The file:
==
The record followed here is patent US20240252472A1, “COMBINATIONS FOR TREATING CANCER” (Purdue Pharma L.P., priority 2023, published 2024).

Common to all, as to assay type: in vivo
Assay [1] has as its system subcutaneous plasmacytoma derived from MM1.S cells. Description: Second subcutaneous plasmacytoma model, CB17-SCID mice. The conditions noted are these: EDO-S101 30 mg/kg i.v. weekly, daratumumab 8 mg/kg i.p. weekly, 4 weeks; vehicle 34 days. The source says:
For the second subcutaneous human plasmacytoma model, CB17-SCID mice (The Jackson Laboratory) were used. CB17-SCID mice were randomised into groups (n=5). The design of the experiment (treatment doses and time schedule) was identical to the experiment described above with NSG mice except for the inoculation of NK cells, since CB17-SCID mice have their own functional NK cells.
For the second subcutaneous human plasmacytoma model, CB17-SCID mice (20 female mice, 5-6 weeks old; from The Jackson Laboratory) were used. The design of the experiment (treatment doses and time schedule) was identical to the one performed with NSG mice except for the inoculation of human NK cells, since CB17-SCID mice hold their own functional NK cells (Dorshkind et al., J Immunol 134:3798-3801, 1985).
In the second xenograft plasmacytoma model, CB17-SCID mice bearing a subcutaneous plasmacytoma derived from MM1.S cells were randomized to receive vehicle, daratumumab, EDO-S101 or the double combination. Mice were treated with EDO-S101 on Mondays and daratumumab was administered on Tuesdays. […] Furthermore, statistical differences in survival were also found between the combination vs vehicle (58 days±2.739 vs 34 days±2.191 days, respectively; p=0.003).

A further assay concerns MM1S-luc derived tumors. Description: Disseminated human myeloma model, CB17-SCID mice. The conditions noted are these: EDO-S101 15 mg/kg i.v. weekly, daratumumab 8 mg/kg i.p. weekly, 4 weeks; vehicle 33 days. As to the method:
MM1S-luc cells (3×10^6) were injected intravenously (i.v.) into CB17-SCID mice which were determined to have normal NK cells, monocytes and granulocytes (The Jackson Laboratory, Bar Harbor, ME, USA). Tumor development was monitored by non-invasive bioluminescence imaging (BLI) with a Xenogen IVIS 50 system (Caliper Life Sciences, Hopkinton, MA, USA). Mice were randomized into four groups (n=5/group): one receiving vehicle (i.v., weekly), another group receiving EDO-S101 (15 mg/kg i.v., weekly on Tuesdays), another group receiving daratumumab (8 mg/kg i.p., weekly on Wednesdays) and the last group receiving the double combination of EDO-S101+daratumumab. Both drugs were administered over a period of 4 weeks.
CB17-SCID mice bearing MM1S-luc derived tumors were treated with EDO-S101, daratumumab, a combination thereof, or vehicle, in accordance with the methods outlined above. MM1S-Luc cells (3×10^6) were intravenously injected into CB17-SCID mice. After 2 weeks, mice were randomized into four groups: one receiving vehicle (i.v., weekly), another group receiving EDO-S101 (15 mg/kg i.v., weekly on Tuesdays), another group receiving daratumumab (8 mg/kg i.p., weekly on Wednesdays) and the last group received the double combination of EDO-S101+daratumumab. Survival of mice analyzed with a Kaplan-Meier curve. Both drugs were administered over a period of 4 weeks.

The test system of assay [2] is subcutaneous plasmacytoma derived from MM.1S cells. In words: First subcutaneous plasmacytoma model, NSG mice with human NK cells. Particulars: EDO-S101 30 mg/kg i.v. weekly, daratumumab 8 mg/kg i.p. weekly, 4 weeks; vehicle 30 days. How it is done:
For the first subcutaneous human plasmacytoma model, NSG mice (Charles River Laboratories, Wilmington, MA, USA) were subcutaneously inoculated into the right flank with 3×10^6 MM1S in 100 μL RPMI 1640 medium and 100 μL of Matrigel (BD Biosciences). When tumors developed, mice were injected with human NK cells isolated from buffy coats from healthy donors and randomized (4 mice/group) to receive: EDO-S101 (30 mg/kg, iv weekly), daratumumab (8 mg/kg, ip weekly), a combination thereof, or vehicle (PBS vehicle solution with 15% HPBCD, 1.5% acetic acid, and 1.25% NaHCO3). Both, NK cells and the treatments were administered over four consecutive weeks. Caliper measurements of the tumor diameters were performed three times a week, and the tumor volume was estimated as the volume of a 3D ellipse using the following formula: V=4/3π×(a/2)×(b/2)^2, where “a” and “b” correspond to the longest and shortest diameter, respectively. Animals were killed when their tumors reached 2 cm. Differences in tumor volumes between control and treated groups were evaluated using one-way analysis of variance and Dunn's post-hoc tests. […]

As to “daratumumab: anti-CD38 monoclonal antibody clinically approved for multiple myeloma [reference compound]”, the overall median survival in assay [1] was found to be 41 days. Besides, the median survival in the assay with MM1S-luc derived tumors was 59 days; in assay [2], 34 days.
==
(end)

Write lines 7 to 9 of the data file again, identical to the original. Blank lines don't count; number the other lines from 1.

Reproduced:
A further assay concerns MM1S-luc derived tumors. Description: Disseminated human myeloma model, CB17-SCID mice. The conditions noted are these: EDO-S101 15 mg/kg i.v. weekly, daratumumab 8 mg/kg i.p. weekly, 4 weeks; vehicle 33 days. As to the method:
MM1S-luc cells (3×10^6) were injected intravenously (i.v.) into CB17-SCID mice which were determined to have normal NK cells, monocytes and granulocytes (The Jackson Laboratory, Bar Harbor, ME, USA). Tumor development was monitored by non-invasive bioluminescence imaging (BLI) with a Xenogen IVIS 50 system (Caliper Life Sciences, Hopkinton, MA, USA). Mice were randomized into four groups (n=5/group): one receiving vehicle (i.v., weekly), another group receiving EDO-S101 (15 mg/kg i.v., weekly on Tuesdays), another group receiving daratumumab (8 mg/kg i.p., weekly on Wednesdays) and the last group receiving the double combination of EDO-S101+daratumumab. Both drugs were administered over a period of 4 weeks.
CB17-SCID mice bearing MM1S-luc derived tumors were treated with EDO-S101, daratumumab, a combination thereof, or vehicle, in accordance with the methods outlined above. MM1S-Luc cells (3×10^6) were intravenously injected into CB17-SCID mice. After 2 weeks, mice were randomized into four groups: one receiving vehicle (i.v., weekly), another group receiving EDO-S101 (15 mg/kg i.v., weekly on Tuesdays), another group receiving daratumumab (8 mg/kg i.p., weekly on Wednesdays) and the last group received the double combination of EDO-S101+daratumumab. Survival of mice analyzed with a Kaplan-Meier curve. Both drugs were administered over a period of 4 weeks.